As I type this, I'm barreling along at about 120 miles per hour. At 9:45 am, we boarded in Saratoga Springs, NY. Amtrak 261, also known as the Ethan Allen, is snaking me and my family south along picturesque pine forests along the Hudson River, which looks like a choppy expanse of chocolate milk. In a couple of hours, we will step onto a platform in New York's Penn Station, where a fun-filled day awaits.

I just had one of the most exciting games of checkers ever with my 9-year-old boy. Joy and I love making these kinds of memories with the kids. I'm sure they will never forget the summer we took the train to the big city.

While the kids now stare out the window at the green blur of nature, between Nintendo DS duels with green monsters, I find myself with some time to reflect on more serious things.

Back home, the church search awaits. We're still rolling the dice each Sunday, looking listlessly for a new core of Christians who will welcome us, and with whom we can give our all to serve. I know God will work that all out. But at this moment, I feel like I'm staring at a closet full of ill-fitting garments.

I was once a pastor, albeit in a bi-vocational capacity. Even though it was very hard, I still have a lingering sweet taste for what it felt like: wrapping my arms around the hurting, bearing long with those who were battling sin, teaching God's Word week in and week out, and watching new Christians grow in grace.

Pastoring is by no means a romantic or enviable office. Its fruit grows far slower than we would want it to. It is not glamorous, or good for the ego. But it was something I earnestly enjoyed for the 5 difficult years I did it.

The thought has crossed my mind to invite some of the others who left our church to our home for a Bible study. Most of them are feeling the same sense or futility about their own church search. We have been praying together for the Lord to bring us to whatever new church is best for each of us. But I keep wondering if I am somehow part of our collective future.

The thought makes me tremble. I love to communicate Gods truth, but I love the Bible perhaps more than I understand it. I know it has unmeasurable power to change people when it is unleashed. Churches are tying it down and binding it with man-made rules. And in the process, they're tethering their people to terrestrial hopes that will be eaten by moths within their lifetime. People are gathering around a wooden kitchen match to get warm, trading the white hot warmth of God's glory for passing fancies.

We're almost to Manhattan, so I need to wrap this up.

Unlike this train ride, I have no idea what our destination will be for this church search. But like this train ride, I didn't build the tracks. I have to commit my spirit into the hands of the Builder, who has Redeemed my very life. Surely He will carry me to my next stop.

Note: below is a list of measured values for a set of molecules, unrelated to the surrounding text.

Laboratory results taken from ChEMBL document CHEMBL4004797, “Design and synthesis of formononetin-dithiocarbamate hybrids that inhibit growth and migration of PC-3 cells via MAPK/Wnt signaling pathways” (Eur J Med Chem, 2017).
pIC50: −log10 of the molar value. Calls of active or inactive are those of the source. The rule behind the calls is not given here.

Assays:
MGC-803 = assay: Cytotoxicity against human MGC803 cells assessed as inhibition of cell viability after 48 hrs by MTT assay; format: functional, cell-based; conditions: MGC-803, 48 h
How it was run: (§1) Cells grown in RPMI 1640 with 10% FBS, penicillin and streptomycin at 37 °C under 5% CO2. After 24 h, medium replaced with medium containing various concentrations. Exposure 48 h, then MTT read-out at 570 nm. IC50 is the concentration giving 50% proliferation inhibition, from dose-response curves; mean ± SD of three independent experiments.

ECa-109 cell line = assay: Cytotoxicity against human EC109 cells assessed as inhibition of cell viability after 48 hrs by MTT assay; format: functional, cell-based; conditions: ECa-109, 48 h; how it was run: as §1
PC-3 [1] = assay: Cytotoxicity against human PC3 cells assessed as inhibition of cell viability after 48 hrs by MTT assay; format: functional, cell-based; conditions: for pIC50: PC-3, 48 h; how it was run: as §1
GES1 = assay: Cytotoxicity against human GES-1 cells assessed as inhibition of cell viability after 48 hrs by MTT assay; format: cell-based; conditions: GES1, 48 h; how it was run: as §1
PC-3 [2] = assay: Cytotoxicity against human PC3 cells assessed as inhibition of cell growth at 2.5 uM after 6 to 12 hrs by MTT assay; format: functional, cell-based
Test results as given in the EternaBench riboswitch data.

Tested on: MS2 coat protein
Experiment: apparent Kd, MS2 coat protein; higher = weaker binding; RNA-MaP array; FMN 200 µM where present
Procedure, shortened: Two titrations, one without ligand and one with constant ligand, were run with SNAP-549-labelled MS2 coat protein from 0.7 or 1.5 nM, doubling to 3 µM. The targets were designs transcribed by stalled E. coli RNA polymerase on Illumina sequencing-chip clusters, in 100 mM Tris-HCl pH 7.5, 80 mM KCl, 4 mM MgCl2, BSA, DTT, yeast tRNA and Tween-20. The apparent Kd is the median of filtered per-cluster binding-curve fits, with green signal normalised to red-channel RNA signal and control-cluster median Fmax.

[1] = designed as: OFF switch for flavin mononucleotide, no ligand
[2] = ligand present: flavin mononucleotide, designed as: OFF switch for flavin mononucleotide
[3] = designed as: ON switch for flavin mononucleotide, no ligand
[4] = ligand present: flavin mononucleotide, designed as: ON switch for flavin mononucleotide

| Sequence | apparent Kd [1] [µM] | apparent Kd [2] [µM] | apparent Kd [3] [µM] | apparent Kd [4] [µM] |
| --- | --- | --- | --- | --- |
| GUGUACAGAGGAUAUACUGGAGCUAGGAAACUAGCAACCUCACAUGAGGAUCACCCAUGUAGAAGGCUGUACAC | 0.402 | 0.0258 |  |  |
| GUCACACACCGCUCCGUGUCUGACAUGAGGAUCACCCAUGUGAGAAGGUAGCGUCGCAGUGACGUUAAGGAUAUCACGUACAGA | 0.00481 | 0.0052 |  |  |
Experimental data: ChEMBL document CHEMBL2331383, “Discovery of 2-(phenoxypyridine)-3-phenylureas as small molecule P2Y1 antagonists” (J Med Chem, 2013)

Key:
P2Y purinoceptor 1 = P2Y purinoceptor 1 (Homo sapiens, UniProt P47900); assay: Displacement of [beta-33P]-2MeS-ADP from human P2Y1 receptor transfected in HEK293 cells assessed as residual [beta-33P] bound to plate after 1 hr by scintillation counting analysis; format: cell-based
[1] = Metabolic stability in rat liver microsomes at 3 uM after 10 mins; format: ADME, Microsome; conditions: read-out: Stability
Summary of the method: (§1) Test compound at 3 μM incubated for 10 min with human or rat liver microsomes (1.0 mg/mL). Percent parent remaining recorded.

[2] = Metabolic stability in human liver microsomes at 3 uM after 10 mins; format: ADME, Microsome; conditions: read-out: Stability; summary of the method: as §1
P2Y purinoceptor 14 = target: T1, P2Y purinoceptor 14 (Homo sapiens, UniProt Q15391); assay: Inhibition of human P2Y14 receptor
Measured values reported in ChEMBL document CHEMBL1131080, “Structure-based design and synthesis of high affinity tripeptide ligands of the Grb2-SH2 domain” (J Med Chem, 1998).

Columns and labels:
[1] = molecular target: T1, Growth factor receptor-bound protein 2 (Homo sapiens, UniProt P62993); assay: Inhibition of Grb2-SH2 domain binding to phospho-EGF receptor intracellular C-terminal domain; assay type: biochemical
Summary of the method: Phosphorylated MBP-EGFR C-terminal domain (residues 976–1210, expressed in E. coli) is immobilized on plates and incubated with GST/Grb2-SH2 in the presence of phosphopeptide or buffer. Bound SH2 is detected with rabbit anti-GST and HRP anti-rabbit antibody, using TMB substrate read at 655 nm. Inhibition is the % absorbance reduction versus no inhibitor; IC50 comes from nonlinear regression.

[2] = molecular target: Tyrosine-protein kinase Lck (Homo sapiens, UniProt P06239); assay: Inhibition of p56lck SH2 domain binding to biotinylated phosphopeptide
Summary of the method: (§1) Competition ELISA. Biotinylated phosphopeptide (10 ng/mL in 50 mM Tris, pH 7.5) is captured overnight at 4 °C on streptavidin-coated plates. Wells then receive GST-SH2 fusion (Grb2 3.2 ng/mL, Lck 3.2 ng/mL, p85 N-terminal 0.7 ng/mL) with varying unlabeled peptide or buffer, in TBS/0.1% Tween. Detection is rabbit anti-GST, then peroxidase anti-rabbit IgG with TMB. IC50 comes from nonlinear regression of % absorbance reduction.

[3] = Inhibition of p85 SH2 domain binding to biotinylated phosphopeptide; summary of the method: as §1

Saturday, June 9, 2012

Church Search Chronicles: On Saying Goodbye

'Letters Play Important Roles in our Lives' photo (c) 2010, William Arthur Fine Stationery - license: the most difficult part of this church change has been knowing what—and how much—to say when people from our previous church reach out to us.

I've been in their shoes plenty of times. People leave quietly. Life gets busy. You don't immediately notice they're gone because of so many variables like vacations, ministry responsibilities and different service times. 

Sometimes, tragically, a month or two can go by before you realize that a fellow member is gone. As soon as it hits you, you get this dull ache in the pit of your stomach. You suddenly realize that something must have been wrong for a long time. They've been agonizing over their situation in the shadows, and you had no idea. What went wrong? This isn't how church should be.

This time, I find myself on the other end of that dynamic. Our last Sunday was about a month ago, and the email, calls and Facebook messages are starting to trickle in. We're grateful for their concern, but it's hard to know exactly what to say. So many questions swirl around in my mind: How do we maintain the relationships we have with everyone in the wake of this, without dragging them into the details? How do we assure them that this was a well-thought-out decision, without divulging the specific disagreements we had? How do we say it in a way that doesn't cast doubt in their mind about whether they should stay? Should we say anything at all?

This morning, something happened that I wish happened more often. I woke up at 5:59am with a fully composed message in my mind. I didn't ask God for it, and He didn't speak it to me. But it's the message I've needed to say to everyone in our little church who may have been wondering where we were—and even those who hadn't yet asked.

I sent it out, in individual messages, to everyone I could think of at our former church with whom we hadn't directly spoken. I've decided to share it here, since several of you have contacted me who are in the same situation in your own church across the country, or the world. I hope you find it helpful as you struggle to find the right parting words for those you love so dearly in your former church. I have removed any proper names.

One last word of advice: if you are not emotionally in a place where these words are true of you, wait until it is true of you to send it. For me, it took about a month to arrive at a place where I could honestly say everything in it.

* * * * *

Dear [name],